The DataCONNECT solution has several distinct advantages over cube technology.

  1. You retain the ability to drill down into the source data
  2. Lowest level of detail is always available
  3. Provides nearly real-time analytics
  4. Hundreds of leading and lagging business indicators are made available to load to cubes
  5. You get answers significantly faster than you would with building data cubes from the ground up
  6. Historical information can also be accessed

Want to learn more? Download the DataCONNECT fact sheet

5 Business Analytics Trends Fueling Manufacturing Growth

By | Business Analytics

As a company that has long specialized in implementing and supporting Microsoft Dynamics for manufacturing companies, it’s exciting to see all the new opportunities coming from our business analytics team. While metrics, business intelligence and insight have always been important to our manufacturing clients, advancements and greater availability of business analytics technology is transforming the manufacturing industry.

The top 5 business analytics trends we’re seeing right now include:

1. Using IoT devices for data collection

Most manufacturers are still trying to figure out how to jump into the IoT opportunity. Collecting data is an easy foray into using this technology. Monitor machines for overheating to keep from damaging equipment. Identify which parts break or need replacement most frequently. Over time, collected data can help you spot trends and reduce downtime.

2. Using predictive analytics

Predictive analytics is the key to having your organization become a “well-oiled machine.” Is that unit likely to have a defect? How much of that inventory will we need? Is that customer likely to buy?  Once solely the domain of hard-core number-crunchers, predictive analytics software programs have become more affordable, easier to use and are quickly becoming a priority for highly competitive manufacturing companies.

3. Augmenting company data with big data

Large enterprises often have such an overwhelming amount of data that it is difficult to obtain meaningful analytics. Big data solutions provide a fast, effective way to query petabytes of data contained across multiple systems.

In addition to modeling data from ERP/ MRP and CRM systems, smart companies are streaming real time data from multiple external sources including websites, customer support center, social media, mobile data, payroll provider, regulatory systems, commodity systems and EDI systems.

Standard Azure data lake technology enables all company data to be staged in real time in one location. Analytics are able to be harvested rapidly with the use of Azure Data Warehouse technology and Azure BI Platforms. Third party platforms such Hadoop, Cloudera and Horton Works enable large companies to query massive data sets more effectively inside Azure.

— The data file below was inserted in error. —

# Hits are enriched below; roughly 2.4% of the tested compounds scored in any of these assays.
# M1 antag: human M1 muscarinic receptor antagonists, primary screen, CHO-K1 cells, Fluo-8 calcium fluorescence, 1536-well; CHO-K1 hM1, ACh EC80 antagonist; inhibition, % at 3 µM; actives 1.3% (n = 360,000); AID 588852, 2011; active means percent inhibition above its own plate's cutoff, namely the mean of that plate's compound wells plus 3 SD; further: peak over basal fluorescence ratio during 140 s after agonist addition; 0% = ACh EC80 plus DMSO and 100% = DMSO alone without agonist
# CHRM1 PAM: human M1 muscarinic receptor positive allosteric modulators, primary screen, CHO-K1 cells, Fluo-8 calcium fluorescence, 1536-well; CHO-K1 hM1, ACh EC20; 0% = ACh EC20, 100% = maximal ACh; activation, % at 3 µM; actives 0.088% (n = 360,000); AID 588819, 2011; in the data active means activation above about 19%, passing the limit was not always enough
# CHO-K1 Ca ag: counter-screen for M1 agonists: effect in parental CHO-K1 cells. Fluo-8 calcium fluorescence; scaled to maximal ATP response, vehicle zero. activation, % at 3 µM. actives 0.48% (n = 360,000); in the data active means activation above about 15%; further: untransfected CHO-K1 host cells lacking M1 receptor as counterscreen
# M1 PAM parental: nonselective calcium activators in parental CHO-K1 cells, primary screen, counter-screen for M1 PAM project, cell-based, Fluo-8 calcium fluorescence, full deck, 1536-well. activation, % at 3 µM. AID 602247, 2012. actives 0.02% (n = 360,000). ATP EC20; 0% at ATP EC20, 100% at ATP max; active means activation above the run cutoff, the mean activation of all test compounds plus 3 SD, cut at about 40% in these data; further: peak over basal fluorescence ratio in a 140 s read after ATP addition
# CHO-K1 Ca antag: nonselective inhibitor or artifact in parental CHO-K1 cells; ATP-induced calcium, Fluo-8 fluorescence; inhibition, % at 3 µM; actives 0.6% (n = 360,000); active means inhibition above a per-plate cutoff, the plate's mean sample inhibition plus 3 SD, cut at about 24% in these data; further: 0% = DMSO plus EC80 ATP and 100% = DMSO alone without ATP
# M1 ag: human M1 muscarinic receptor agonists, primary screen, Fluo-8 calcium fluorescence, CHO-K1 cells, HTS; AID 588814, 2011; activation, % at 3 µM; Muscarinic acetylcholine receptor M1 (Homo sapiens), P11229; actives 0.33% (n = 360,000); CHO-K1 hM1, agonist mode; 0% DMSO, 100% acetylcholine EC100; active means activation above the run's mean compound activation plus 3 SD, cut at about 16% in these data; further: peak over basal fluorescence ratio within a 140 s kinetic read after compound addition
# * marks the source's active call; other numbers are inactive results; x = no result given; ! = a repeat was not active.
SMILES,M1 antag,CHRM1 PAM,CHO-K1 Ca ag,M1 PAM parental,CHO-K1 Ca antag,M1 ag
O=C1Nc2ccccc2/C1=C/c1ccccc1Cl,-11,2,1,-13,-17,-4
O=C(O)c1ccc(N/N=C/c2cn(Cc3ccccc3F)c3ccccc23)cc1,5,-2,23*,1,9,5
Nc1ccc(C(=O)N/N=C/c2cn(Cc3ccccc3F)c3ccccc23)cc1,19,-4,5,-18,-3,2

4. Integrating ERP with cloud-based data stores

The beauty of cloud-based platforms like Azure data lake is the nearly unlimited bandwidth and inter-operability with business systems like Dynamics 365. Records can be stored in the cloud and easily accessed by partners, vendors or even other company divisions, without impacting system performance. The nearly real-time synchronization between systems means that the right decisions get made faster and with less effort.

5. Including the voice of the operator to drive decision making

Daily reports can tell you that the first shift had substantially fewer defects than the second shift, but may not be able you exactly why. By incorporating the voice of the operator into the stream of data points, management may be able to gain insight about the root cause of the issue. Maybe it’s not that the second shift is tired or less experienced, it could be that the first shift took the easy work and left the harder production runs for the second shift to do.

Business intelligence has long been driven by the phrase, “that what gets measured, gets managed.” But with machine learning, predictive analytics and nearly instant business analytics results, a better phrase might be, “Speed wins.” As a manufacturer, you have an unprecedented opportunity to gain a competitive edge through improved analytics and insight.

The Voice of the Operator: Turning data into insight

By | Business Analytics

How ERP systems generate so much data

Those of us who “live and breathe” ERP systems are flooded with information about orders and transactions. There are transactions for shipments, receipts, labor, subcontracting, production orders, kanbans, purchase orders, sales orders, transfers, picking, packing and moving. And we have all kinds of codes and parameters to further define those orders and transactions, such as defect codes, error codes, good quantities, bad quantities and hold codes. Every single order and transaction is stamped with a date and time and who generated it. It’s no surprise then that the data stored in ERP databases is overwhelmingly filled with transaction history, not master data like items, customers or suppliers.

IBM has estimated that of the 2.5 quintillion bytes of data in the world today (that’s 18 zeroes folks), 90% was created in the last 2 years.

With the digital revolution, ERP systems will incorporate even MORE data!

The digital revolution is well underway with smart products, smart processes, smart machines and even smart inventory. Each point can capture every change of status and send it to massive data stores in the cloud. The connected world is upon us. It’s not just hype surrounding the “Internet of Things.”  IBM has estimated that of the 2.5 quintillion bytes of data in the world today (that’s 18 zeroes folks), 90% was created in the last 2 years.

We are awash in data from our formal ERP orders and transactions and from products and production equipment on the shop floor and now even connected to the internet and big data sources.

But…where is the insight?

A popular study conducted by Sidney Yoshida describes the “iceberg of ignorance” that inevitably occurs in an organization. That study found that executives were aware of only 4% of the problems known in the organization. Only 9% are known to managers and 74% are known to team leaders, but 100% of the problems are known to the workers in each process. And most of the time, the workers know WHY the problem exists and often times may have solutions.